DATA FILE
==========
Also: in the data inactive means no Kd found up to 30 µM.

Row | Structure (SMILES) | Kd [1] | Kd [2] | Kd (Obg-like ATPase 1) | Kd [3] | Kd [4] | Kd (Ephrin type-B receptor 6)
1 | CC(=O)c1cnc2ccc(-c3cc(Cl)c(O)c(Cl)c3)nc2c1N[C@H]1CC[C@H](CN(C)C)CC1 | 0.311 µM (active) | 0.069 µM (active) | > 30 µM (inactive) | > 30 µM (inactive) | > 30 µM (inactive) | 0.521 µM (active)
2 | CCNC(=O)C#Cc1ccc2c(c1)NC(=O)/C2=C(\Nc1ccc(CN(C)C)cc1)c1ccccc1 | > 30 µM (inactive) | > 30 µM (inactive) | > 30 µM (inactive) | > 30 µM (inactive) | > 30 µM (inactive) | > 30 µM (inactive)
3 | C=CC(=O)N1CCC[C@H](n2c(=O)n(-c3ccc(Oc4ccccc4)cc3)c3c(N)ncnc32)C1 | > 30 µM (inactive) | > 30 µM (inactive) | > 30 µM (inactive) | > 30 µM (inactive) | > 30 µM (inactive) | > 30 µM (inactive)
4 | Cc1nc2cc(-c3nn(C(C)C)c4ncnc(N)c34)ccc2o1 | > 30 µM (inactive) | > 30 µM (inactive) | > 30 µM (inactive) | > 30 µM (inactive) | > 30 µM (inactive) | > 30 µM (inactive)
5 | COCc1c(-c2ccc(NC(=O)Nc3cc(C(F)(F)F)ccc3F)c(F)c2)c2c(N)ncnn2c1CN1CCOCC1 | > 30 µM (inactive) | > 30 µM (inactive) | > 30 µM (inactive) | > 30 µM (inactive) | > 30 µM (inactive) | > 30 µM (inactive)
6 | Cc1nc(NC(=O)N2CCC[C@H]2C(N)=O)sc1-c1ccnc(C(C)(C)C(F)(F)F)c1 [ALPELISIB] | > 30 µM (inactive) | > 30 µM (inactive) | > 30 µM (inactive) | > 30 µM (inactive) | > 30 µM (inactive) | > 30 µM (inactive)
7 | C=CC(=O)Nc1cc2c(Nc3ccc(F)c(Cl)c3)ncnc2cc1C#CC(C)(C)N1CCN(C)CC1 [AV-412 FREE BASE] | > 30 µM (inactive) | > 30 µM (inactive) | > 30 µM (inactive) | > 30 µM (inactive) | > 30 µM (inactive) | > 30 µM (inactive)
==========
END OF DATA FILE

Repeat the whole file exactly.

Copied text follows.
Also: in the data inactive means no Kd found up to 30 µM.

Row | Structure (SMILES) | Kd [1] | Kd [2] | Kd (Obg-like ATPase 1) | Kd [3] | Kd [4] | Kd (Ephrin type-B receptor 6)
1 | CC(=O)c1cnc2ccc(-c3cc(Cl)c(O)c(Cl)c3)nc2c1N[C@H]1CC[C@H](CN(C)C)CC1 | 0.311 µM (active) | 0.069 µM (active) | > 30 µM (inactive) | > 30 µM (inactive) | > 30 µM (inactive) | 0.521 µM (active)
2 | CCNC(=O)C#Cc1ccc2c(c1)NC(=O)/C2=C(\Nc1ccc(CN(C)C)cc1)c1ccccc1 | > 30 µM (inactive) | > 30 µM (inactive) | > 30 µM (inactive) | > 30 µM (inactive) | > 30 µM (inactive) | > 30 µM (inactive)
3 | C=CC(=O)N1CCC[C@H](n2c(=O)n(-c3ccc(Oc4ccccc4)cc3)c3c(N)ncnc32)C1 | > 30 µM (inactive) | > 30 µM (inactive) | > 30 µM (inactive) | > 30 µM (inactive) | > 30 µM (inactive) | > 30 µM (inactive)
4 | Cc1nc2cc(-c3nn(C(C)C)c4ncnc(N)c34)ccc2o1 | > 30 µM (inactive) | > 30 µM (inactive) | > 30 µM (inactive) | > 30 µM (inactive) | > 30 µM (inactive) | > 30 µM (inactive)
5 | COCc1c(-c2ccc(NC(=O)Nc3cc(C(F)(F)F)ccc3F)c(F)c2)c2c(N)ncnn2c1CN1CCOCC1 | > 30 µM (inactive) | > 30 µM (inactive) | > 30 µM (inactive) | > 30 µM (inactive) | > 30 µM (inactive) | > 30 µM (inactive)
6 | Cc1nc(NC(=O)N2CCC[C@H]2C(N)=O)sc1-c1ccnc(C(C)(C)C(F)(F)F)c1 [ALPELISIB] | > 30 µM (inactive) | > 30 µM (inactive) | > 30 µM (inactive) | > 30 µM (inactive) | > 30 µM (inactive) | > 30 µM (inactive)
7 | C=CC(=O)Nc1cc2c(Nc3ccc(F)c(Cl)c3)ncnc2cc1C#CC(C)(C)N1CCN(C)CC1 [AV-412 FREE BASE] | > 30 µM (inactive) | > 30 µM (inactive) | > 30 µM (inactive) | > 30 µM (inactive) | > 30 µM (inactive) | > 30 µM (inactive)